February 10, 2021 - The U.S. Food and Drug Administration (FDA) has granted artificial heart developer Carmat approval to use the new version of its artificial heart in its U.S. early feasibility study (EFS). This new version of the device includes improvements in the prosthesis and the wearable system based on clinical experience gained in the PIVOTAL study. The company believes that this latest version should further improve patient safety and quality of life.
Carmat's device is designed to fulfill an unmet medical need by providing a therapeutic alternative to heart transplants in people suffering from end-stage biventricular heart failure.
The company said it expects the first enrollments in the EFS in Q1 of 2021.
Carmat obtained the approval from the Centers for Medicare and Medicaid Services (CMS) for the reimbursement of the device and associated services within the framework of this study in May 2020.
"We are pleased to provide this new version of our artificial heart, which is similar to our CE-marked product, to the U.S. study centers," said Stéphane Piat, chief executive officer of Carmat. "Despite the COVID-19 pandemic, we were able to train and initiate three of them before the end of 2020. These centers are now ready to enroll patients. We also intend to pursue the training and initiation of additional selected centers."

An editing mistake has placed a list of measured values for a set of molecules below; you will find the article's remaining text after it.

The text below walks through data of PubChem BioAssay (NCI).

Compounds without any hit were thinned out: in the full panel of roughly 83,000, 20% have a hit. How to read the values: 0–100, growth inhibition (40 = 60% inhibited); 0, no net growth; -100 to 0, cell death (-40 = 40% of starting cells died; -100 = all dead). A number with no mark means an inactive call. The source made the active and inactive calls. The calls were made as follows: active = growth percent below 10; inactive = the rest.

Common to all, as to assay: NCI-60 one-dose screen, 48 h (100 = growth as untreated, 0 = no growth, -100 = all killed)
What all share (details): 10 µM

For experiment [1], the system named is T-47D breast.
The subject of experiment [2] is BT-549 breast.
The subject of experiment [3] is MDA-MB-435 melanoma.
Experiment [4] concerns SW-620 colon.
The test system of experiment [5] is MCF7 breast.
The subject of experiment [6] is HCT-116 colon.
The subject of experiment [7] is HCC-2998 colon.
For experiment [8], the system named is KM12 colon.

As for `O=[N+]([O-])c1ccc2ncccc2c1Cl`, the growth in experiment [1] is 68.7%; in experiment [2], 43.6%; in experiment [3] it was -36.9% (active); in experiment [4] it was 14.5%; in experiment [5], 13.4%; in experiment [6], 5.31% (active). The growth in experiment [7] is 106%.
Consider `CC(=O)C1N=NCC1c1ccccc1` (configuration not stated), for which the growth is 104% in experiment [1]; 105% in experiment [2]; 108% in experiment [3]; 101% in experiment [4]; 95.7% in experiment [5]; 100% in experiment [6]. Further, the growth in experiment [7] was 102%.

The Carmat total artificial heart is composed of the implantable bioprosthesis and its portable external power supply system to which it is continuously connected. The goal for the device is to overcome the well-known shortfall in heart transplants for the tens of thousands of people suffering from irreversible end-stage heart failure, the most seriously affected of the 20 million patients with this progressive disease in Europe and the United States.
The result of combining two types of unique expertise: the medical expertise of Professor Alain Carpentier, known throughout the world for inventing Carpentier-Edwards heart valves, which are the most used in the world, and the technological expertise of Airbus Group, world aerospace leader.
The device uses highly biocompatible materials, offers a unique self-regulation system and its pulsatile nature are expected to reduce or eliminate the risk of rejection by patients bodies.
For more information: www.carmatsa.com
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